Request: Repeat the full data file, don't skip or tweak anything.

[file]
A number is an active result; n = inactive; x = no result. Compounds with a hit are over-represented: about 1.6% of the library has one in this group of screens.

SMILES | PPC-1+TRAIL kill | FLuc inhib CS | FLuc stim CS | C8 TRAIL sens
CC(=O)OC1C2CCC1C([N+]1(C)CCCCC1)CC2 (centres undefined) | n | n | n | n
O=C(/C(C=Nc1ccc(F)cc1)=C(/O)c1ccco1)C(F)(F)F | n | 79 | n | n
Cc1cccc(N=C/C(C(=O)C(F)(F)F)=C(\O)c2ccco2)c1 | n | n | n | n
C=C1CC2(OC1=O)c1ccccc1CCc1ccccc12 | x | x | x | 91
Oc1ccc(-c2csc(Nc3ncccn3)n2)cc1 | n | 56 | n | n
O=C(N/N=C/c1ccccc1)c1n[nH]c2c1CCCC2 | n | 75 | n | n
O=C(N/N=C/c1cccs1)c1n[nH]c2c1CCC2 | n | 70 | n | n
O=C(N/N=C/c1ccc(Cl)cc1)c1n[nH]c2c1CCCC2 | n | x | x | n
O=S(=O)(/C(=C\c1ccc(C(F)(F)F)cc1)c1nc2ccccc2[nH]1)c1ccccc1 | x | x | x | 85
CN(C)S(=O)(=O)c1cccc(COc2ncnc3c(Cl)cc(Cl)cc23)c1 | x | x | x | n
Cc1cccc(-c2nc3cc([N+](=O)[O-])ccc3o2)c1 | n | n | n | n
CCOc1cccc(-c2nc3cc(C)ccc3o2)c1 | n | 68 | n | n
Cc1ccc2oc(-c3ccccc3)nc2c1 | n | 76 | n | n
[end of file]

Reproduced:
A number is an active result; n = inactive; x = no result. Compounds with a hit are over-represented: about 1.6% of the library has one in this group of screens.

SMILES | PPC-1+TRAIL kill | FLuc inhib CS | FLuc stim CS | C8 TRAIL sens
CC(=O)OC1C2CCC1C([N+]1(C)CCCCC1)CC2 (centres undefined) | n | n | n | n
O=C(/C(C=Nc1ccc(F)cc1)=C(/O)c1ccco1)C(F)(F)F | n | 79 | n | n
Cc1cccc(N=C/C(C(=O)C(F)(F)F)=C(\O)c2ccco2)c1 | n | n | n | n
C=C1CC2(OC1=O)c1ccccc1CCc1ccccc12 | x | x | x | 91
Oc1ccc(-c2csc(Nc3ncccn3)n2)cc1 | n | 56 | n | n
O=C(N/N=C/c1ccccc1)c1n[nH]c2c1CCCC2 | n | 75 | n | n
O=C(N/N=C/c1cccs1)c1n[nH]c2c1CCC2 | n | 70 | n | n
O=C(N/N=C/c1ccc(Cl)cc1)c1n[nH]c2c1CCCC2 | n | x | x | n
O=S(=O)(/C(=C\c1ccc(C(F)(F)F)cc1)c1nc2ccccc2[nH]1)c1ccccc1 | x | x | x | 85
CN(C)S(=O)(=O)c1cccc(COc2ncnc3c(Cl)cc(Cl)cc23)c1 | x | x | x | n
Cc1cccc(-c2nc3cc([N+](=O)[O-])ccc3o2)c1 | n | n | n | n
CCOc1cccc(-c2nc3cc(C)ccc3o2)c1 | n | 68 | n | n
Cc1ccc2oc(-c3ccccc3)nc2c1 | n | 76 | n | n